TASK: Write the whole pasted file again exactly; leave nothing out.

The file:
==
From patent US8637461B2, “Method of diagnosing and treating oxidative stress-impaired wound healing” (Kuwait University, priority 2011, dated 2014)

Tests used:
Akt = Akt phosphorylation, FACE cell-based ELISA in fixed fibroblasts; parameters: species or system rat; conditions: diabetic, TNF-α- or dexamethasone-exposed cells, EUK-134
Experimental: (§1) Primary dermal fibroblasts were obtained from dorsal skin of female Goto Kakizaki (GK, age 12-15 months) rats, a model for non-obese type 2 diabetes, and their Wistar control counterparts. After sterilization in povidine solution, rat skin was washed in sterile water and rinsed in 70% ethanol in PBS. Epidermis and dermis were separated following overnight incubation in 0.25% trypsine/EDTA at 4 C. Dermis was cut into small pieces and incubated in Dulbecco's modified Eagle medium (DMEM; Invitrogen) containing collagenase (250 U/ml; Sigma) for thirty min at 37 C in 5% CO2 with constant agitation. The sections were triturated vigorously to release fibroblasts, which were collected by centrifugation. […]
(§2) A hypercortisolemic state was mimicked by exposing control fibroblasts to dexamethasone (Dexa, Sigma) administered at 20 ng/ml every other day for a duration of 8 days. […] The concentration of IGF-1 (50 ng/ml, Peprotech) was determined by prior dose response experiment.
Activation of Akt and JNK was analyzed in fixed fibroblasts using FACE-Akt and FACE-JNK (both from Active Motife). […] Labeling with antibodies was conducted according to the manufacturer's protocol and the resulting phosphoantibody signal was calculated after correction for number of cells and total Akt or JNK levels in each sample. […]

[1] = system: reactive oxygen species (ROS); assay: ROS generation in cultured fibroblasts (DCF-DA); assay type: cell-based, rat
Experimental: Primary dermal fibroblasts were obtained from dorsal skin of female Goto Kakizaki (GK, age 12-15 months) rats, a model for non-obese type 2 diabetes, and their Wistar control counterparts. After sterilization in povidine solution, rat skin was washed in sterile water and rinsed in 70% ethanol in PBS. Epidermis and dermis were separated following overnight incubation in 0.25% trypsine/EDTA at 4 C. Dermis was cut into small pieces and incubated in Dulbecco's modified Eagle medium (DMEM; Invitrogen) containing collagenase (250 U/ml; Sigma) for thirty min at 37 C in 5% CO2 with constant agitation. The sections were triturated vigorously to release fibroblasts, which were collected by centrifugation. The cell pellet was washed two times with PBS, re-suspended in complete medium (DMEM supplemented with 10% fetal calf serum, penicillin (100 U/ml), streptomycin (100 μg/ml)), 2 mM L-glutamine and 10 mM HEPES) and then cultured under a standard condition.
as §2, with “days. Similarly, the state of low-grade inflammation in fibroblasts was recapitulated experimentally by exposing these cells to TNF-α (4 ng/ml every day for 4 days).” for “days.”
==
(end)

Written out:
From patent US8637461B2, “Method of diagnosing and treating oxidative stress-impaired wound healing” (Kuwait University, priority 2011, dated 2014)

Tests used:
Akt = Akt phosphorylation, FACE cell-based ELISA in fixed fibroblasts; parameters: species or system rat; conditions: diabetic, TNF-α- or dexamethasone-exposed cells, EUK-134
Experimental: (§1) Primary dermal fibroblasts were obtained from dorsal skin of female Goto Kakizaki (GK, age 12-15 months) rats, a model for non-obese type 2 diabetes, and their Wistar control counterparts. After sterilization in povidine solution, rat skin was washed in sterile water and rinsed in 70% ethanol in PBS. Epidermis and dermis were separated following overnight incubation in 0.25% trypsine/EDTA at 4 C. Dermis was cut into small pieces and incubated in Dulbecco's modified Eagle medium (DMEM; Invitrogen) containing collagenase (250 U/ml; Sigma) for thirty min at 37 C in 5% CO2 with constant agitation. The sections were triturated vigorously to release fibroblasts, which were collected by centrifugation. […]
(§2) A hypercortisolemic state was mimicked by exposing control fibroblasts to dexamethasone (Dexa, Sigma) administered at 20 ng/ml every other day for a duration of 8 days. […] The concentration of IGF-1 (50 ng/ml, Peprotech) was determined by prior dose response experiment.
Activation of Akt and JNK was analyzed in fixed fibroblasts using FACE-Akt and FACE-JNK (both from Active Motife). […] Labeling with antibodies was conducted according to the manufacturer's protocol and the resulting phosphoantibody signal was calculated after correction for number of cells and total Akt or JNK levels in each sample. […]

[1] = system: reactive oxygen species (ROS); assay: ROS generation in cultured fibroblasts (DCF-DA); assay type: cell-based, rat
Experimental: Primary dermal fibroblasts were obtained from dorsal skin of female Goto Kakizaki (GK, age 12-15 months) rats, a model for non-obese type 2 diabetes, and their Wistar control counterparts. After sterilization in povidine solution, rat skin was washed in sterile water and rinsed in 70% ethanol in PBS. Epidermis and dermis were separated following overnight incubation in 0.25% trypsine/EDTA at 4 C. Dermis was cut into small pieces and incubated in Dulbecco's modified Eagle medium (DMEM; Invitrogen) containing collagenase (250 U/ml; Sigma) for thirty min at 37 C in 5% CO2 with constant agitation. The sections were triturated vigorously to release fibroblasts, which were collected by centrifugation. The cell pellet was washed two times with PBS, re-suspended in complete medium (DMEM supplemented with 10% fetal calf serum, penicillin (100 U/ml), streptomycin (100 μg/ml)), 2 mM L-glutamine and 10 mM HEPES) and then cultured under a standard condition.
as §2, with “days. Similarly, the state of low-grade inflammation in fibroblasts was recapitulated experimentally by exposing these cells to TNF-α (4 ng/ml every day for 4 days).” for “days.”